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Eitan Plonsky

Gan Eitan sign at Kibbutz Megiddo playground

Gan Eitan sign at Kibbutz Megiddo playground  

Son of Holocaust Survivors, Killed Fighting in the Yom Kippur War

Text and photos by Lydia Aisenberg

The sun begins to call it a day, as long shadows begin to fall across the swings and slides in the toddlers' play area of Gan Eitan in Kibbutz Megiddo. Parents gather up scattered sandals and items of their offspring's discarded clothing before heading off, kinder in tow, to their nearby homes. A veil of silence descends on the playground which, moments before, had been filled with children's laughter, shouts and arguments over whose turn it was to be on the swings.

In a prominent corner of this popular playground, affixed to a large pinewood billboard, stands a large black and white head and shoulders photograph of Eitan Plonsky, seemingly gazing skyward with the hint of a smile playing on his lips. A snow-capped Mt. Hermon appears in the background behind the freckled faced, handsome young man with an Elvis style quaff covering part of his forehead. The playground is named after him.

Alongside the photograph, on a blue background, a lengthy text tells the story of the kibbutz born IDF commando Staff Sergeant Eitan Plonsky (21). A Syrian sniper's bullet killed him during the 1973 Yom Kippur War's infamous battle for the 2,800 meter above sea level summit of Mt. Hermon and control over the hilly range straddling the border between Syria and Lebanon.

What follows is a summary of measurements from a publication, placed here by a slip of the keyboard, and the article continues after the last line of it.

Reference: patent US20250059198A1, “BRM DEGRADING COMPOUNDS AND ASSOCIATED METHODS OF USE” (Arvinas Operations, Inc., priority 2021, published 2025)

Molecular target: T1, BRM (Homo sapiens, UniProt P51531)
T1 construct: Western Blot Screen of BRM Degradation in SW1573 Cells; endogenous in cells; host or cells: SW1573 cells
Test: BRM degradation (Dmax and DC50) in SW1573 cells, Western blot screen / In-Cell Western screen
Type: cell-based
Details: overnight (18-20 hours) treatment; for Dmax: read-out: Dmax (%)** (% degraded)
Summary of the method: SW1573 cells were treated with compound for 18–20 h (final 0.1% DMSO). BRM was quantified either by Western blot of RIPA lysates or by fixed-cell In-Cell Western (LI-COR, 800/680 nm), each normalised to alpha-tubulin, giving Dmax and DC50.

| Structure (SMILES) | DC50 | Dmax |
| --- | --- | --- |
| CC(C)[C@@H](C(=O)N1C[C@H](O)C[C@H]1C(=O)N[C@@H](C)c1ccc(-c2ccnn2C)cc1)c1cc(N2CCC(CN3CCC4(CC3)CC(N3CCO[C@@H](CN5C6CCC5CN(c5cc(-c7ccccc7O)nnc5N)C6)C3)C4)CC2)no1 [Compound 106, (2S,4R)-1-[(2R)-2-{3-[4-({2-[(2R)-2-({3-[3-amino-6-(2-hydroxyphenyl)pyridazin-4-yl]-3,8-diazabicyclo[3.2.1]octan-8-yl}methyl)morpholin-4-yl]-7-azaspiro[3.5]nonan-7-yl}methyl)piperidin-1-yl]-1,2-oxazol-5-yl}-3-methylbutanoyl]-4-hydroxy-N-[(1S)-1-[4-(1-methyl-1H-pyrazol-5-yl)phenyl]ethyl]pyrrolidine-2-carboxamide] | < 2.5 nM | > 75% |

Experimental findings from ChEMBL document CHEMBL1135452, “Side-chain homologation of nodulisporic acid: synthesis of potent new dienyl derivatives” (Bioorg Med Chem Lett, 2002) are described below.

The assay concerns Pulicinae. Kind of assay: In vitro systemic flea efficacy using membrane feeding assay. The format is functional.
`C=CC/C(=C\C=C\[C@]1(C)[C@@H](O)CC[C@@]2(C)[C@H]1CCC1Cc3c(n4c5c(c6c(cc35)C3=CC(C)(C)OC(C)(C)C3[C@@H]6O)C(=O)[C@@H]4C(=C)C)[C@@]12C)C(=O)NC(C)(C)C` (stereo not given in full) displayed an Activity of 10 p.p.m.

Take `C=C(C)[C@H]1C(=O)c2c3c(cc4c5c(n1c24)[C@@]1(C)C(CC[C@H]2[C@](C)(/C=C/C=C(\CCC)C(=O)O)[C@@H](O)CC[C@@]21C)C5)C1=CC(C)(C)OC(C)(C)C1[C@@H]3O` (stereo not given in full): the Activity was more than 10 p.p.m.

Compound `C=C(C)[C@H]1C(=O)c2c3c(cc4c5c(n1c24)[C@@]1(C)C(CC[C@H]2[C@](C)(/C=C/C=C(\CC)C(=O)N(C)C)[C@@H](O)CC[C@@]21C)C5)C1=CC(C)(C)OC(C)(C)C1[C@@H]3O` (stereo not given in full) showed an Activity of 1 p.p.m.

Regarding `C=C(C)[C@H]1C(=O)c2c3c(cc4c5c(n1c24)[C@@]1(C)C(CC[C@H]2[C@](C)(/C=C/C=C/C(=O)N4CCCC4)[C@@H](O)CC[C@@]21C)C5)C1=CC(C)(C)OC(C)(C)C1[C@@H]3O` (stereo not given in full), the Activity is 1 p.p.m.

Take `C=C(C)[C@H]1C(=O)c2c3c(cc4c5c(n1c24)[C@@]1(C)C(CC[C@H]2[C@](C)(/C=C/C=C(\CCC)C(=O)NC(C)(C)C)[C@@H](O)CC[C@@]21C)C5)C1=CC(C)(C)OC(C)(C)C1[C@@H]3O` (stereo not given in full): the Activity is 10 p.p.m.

Eitan, big brother to two kibbutz born sisters, served as a medic in Sayeret Golani. He died while attempting a heroic rescue of gravely injured comrades pinned down by heavy Syrian fire during fierce fighting when Israeli soldiers fought to take the crucially important Hermon mountain range and the strategically all-important Mt. Hermon summit itself.

The Sayeret Golani medic and three of his brothers-in-arms were killed close to each other; two days before a ceasefire was agreed upon with the Syrians came into effect.

Several monuments, hewn from volcanic rock, stand close to the spot where they fell, one of which describes in detail what happened that fateful day. It reads:

"This monument commemorates four Sayeret Golani soldiers who fell on the Hermon Mountain during the Yom Kippur War". All four soldiers were decorated for their heroic fighting during that war.